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Why the odds are stacked against plans to tackle domestic abuse

21 January 2019

10:11 AM

21 January 2019

10:11 AM

The government is publishing its draft domestic abuse bill today, over a year and a half after it announced plans to do so in the Queen’s Speech. Like so many pieces of domestic policy, this legislation has suffered greatly from the lack of government bandwidth for anything else other than Brexit, and it has been delayed repeatedly. 

The bill itself is something campaigners are very keen on: it will include the first ever statutory definition of domestic abuse, set up a domestic abuse commissioner, and prevent alleged perpetrators of abuse from being able to cross-examine victims in the courts. The first and last changes show that ministers understand what domestic abuse really is: it’s about control, not the methods of achieving that, which include but are not limited to violence. To that end, the new definition will make clear that controlling someone’s finances is a criminal offence. 

Economic abuse is a shockingly prevalent form of domestic abuse. It’s a very easy and subtle way for a perpetrator to control their partner because it makes it much harder for the victim to escape the relationship or to feel they have any agency over their own life. But because economic abuse can be incredibly subtle, MPs do need to ensure that this new piece of legislation actually defines it clearly, so that it is not open to yet more questioning in the courts. Abusers are highly manipulative, often leading their victims to believe that having their salary and access to basic items controlled is in their best interests, or that this is merely an ‘old-fashioned’ relationship. MPs need to ensure that the new law is not dismissed as unnecessary policing of relationships that are merely messy.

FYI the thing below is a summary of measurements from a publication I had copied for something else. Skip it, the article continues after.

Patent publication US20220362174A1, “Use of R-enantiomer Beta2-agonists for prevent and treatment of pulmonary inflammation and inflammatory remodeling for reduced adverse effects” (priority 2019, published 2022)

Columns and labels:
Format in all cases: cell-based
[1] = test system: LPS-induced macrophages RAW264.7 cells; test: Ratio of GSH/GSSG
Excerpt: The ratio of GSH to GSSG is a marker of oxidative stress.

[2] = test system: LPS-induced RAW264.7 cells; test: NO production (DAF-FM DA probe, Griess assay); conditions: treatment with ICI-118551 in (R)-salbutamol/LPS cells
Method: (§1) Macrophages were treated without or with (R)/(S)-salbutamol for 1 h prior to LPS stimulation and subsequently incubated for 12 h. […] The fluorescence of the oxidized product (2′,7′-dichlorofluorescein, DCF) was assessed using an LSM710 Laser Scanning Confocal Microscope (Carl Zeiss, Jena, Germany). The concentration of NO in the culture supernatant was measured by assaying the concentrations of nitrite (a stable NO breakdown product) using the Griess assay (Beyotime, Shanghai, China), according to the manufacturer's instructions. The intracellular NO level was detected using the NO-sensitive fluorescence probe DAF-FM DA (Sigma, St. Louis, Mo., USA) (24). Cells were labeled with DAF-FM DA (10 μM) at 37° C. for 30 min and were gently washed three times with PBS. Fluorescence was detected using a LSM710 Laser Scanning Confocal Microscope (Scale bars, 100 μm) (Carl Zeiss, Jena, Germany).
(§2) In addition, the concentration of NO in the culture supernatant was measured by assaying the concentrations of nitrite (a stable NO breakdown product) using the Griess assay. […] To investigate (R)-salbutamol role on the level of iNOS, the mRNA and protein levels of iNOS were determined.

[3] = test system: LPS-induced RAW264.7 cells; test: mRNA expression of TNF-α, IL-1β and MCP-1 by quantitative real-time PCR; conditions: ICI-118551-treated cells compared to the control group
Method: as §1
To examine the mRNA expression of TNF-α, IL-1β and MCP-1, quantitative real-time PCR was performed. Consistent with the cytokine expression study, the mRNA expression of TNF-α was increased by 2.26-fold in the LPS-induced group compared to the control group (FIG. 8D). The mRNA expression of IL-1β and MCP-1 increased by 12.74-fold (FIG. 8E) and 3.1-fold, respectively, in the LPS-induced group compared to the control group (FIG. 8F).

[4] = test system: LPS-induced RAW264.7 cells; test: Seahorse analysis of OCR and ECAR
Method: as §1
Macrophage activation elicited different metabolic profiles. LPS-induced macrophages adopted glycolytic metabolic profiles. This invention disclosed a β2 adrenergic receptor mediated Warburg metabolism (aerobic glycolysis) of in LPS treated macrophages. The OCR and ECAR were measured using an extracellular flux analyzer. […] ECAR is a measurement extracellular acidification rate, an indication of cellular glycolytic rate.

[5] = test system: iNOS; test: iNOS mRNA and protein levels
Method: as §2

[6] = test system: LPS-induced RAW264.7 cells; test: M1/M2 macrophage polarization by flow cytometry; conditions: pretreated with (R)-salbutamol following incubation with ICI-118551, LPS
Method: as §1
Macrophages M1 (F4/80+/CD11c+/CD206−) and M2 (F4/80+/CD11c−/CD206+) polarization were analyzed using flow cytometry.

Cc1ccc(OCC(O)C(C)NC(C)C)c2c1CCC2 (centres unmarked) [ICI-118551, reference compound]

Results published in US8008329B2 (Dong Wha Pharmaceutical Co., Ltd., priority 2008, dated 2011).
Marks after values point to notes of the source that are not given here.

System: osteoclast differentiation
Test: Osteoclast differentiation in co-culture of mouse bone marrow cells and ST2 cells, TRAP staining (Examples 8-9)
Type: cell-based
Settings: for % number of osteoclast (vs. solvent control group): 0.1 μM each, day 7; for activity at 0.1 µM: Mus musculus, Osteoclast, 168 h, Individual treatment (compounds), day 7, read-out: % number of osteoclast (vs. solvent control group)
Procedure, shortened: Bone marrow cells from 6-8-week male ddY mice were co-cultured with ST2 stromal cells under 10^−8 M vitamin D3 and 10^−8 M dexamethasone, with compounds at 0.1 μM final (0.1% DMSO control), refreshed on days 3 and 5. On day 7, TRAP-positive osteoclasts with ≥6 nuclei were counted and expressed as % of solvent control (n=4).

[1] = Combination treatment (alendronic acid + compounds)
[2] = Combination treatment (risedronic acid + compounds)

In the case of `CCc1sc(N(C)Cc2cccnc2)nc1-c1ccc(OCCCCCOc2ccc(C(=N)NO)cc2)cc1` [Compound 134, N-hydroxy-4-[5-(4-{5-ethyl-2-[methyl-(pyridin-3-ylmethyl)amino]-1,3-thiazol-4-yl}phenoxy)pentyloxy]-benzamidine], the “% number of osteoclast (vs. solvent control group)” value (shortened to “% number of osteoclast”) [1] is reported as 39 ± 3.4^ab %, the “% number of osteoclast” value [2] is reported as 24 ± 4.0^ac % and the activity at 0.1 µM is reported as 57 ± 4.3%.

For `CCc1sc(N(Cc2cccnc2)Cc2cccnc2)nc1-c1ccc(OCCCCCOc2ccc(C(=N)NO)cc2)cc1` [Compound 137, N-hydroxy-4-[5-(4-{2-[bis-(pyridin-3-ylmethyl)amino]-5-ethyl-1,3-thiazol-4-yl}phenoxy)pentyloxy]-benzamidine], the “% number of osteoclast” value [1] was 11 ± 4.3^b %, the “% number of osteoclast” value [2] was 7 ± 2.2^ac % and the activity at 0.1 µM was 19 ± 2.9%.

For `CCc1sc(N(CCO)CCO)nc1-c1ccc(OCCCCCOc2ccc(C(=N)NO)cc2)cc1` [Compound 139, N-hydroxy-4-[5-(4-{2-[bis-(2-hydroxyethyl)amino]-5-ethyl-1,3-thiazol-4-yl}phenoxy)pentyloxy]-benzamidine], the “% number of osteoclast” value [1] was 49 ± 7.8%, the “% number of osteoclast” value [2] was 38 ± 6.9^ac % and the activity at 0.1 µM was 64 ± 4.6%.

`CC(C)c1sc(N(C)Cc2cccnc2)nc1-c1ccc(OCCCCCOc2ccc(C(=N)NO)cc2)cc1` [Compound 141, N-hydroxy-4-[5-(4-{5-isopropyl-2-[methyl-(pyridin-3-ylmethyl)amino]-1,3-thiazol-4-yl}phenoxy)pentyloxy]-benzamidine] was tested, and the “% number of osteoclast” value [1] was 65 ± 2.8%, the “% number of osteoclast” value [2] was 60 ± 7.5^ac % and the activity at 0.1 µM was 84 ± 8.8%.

But frankly, the bigger struggle is to ensure that this new law really does end up becoming law. After so many delays, it is being published at a time when the government is barely governing. This is only a draft bill, and so there are many months before ministers will even think about royal assent – if those ministers are still in place, that is. That there’s any sort of domestic policy being announced comes as a jolt. If this bill does turn into an act, that will be still more of a surprise, given the way the odds are stacked against it. 


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